HAMILTON: Well, for starters, it is called Leqembi. Its generic name is lecanemab. It's administered by an intravenous infusion every other week. And when you give it to people in the early stages of Alzheimer's, it appears to slow down the loss of memory and thinking by about 27%. That all sounds pretty good. But this effect is really pretty modest, and the question a lot of doctors have right now is whether this drug will really make a difference to most patients and their families. So I actually asked Dr. Sanjeev Vaishnavi. He's a neurologist at the University of Pennsylvania. Here's what he said about Leqembi.

SANJEEV VAISHNAVI: It's not a home run. It's not something that's going to stop the disease or reverse it. But it may slow down progression of the disease and may give people more meaningful or quality time with their families.

MARTIN: So how does this drug work?

HAMILTON: Right. So Leqembi is what's known as a monoclonal antibody. These are antibodies that are made in the lab, and they're programmed to go after a specific target in the body. This drug is designed to find and remove a substance in the brain called amyloid beta. In people with Alzheimer's, amyloid beta tends to form these clumps and eventually these sticky plaques. They build up between brain cells. Scientists think that somewhere along the way in this process, something damages brain cells and leads to dementia. They think Leqembi works by interfering with that process.

MARTIN: So the FDA has now given its full approval to this drug. Would you just tell us what exactly that means and why does that matter?

HAMILTON: So back in January, the FDA gave Leqembi something called an accelerated approval. It's a sort of a conditional approval. That was based purely on its ability to remove amyloid from the brain. That meant doctors could actually prescribe the drug, but Medicare generally wouldn't pay for it because the drug had not shown that it had actually slowed down the disease. And by the way, this drug is expensive. It costs about $26,500 a year. So now this full approval means the FDA now believes the drug really does help patients. And it also means that Medicare will pay. That is critical because Medicare covers people 65 and older. And in other words, we're talking about the vast majority of people with Alzheimer's.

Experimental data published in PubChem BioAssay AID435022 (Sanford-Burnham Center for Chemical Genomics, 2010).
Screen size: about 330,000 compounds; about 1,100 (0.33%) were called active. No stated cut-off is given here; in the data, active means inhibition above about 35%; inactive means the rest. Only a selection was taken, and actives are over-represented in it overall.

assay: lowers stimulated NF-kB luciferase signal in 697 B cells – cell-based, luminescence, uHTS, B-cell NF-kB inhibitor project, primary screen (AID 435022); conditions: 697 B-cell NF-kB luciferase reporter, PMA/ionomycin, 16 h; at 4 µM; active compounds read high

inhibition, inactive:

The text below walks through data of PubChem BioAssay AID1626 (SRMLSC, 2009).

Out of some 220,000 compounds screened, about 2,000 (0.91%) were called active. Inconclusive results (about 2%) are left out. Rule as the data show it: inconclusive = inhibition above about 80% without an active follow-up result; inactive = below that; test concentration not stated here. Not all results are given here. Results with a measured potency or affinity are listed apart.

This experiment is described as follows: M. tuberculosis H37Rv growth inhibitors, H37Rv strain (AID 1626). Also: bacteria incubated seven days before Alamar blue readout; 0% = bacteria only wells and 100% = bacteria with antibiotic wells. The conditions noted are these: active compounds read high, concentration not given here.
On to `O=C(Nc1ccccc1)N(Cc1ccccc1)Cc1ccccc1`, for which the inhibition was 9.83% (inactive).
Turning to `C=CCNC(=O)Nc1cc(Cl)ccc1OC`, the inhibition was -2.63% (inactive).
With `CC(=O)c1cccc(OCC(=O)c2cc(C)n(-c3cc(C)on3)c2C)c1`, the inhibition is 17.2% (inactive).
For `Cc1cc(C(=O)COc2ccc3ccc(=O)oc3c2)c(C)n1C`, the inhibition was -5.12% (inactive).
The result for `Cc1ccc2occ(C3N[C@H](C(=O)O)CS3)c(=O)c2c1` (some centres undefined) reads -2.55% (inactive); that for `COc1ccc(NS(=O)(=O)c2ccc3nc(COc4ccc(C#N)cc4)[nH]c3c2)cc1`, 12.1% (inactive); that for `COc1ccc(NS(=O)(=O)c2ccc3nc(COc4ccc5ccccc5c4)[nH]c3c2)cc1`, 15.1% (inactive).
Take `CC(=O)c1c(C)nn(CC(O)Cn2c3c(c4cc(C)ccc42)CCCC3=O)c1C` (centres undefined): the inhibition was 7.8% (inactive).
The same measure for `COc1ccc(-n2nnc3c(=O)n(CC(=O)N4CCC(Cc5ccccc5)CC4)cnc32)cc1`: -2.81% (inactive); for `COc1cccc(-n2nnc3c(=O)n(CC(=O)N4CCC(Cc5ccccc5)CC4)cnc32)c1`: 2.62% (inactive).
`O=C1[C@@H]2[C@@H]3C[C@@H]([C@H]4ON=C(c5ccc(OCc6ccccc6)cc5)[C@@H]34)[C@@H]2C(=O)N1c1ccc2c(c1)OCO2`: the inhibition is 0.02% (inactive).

MARTIN: So does that mean that everybody who qualifies is now going to be able to get this drug, like, I don't know, tomorrow?

HAMILTON: Well, not exactly. I mean, even with full approval, many of these people still won't have access to Leqembi. This drug is only for people who are in the very early stages of Alzheimer's and have elevated levels of amyloid. So even with that restriction, though, this drug could potentially reach a million people or more, and, unfortunately, it has side effects.

MARTIN: What are the side effects you're talking about?

HAMILTON: Leqembi can cause bleeding or swelling in the brain. That seems to be related to the process of removing amyloid, which can actually cause inflammation. So in other words, the process that is helping the brain can also cause damage. So when people first start taking this drug, they are required to get periodic brain scans to look for trouble.

MARTIN: That is NPR's Jon Hamilton. Jon, thank you.

HAMILTON: Thank you.

(SOUNDBITE OF MUSIC)

MARTIN: President Biden made some major promises to the more progressive wing of his party on his way to the White House.

SCHMITZ: He said he'd forgive student loans, end new drilling on federal lands and make two years of community college free for all. So far, his record on delivering on these promises has been mixed. And in the run up to 2024, some progressive voters and activists want Biden to do more and do it faster.

MARTIN: Deepa Shivaram covers the White House for NPR and is with us once again to tell us more about this story. Good morning.

DEEPA SHIVARAM, BYLINE: Hey, Michel.

MARTIN: So let's start with student loans. The Supreme Court blocked Biden's debt relief plan last week - obviously, a disappointment for people who were counting on that, even maybe budgeting for that. But how are progressive voters responding to that? And I'm particularly interested in if they blame Biden or the court for their disappointment about all this.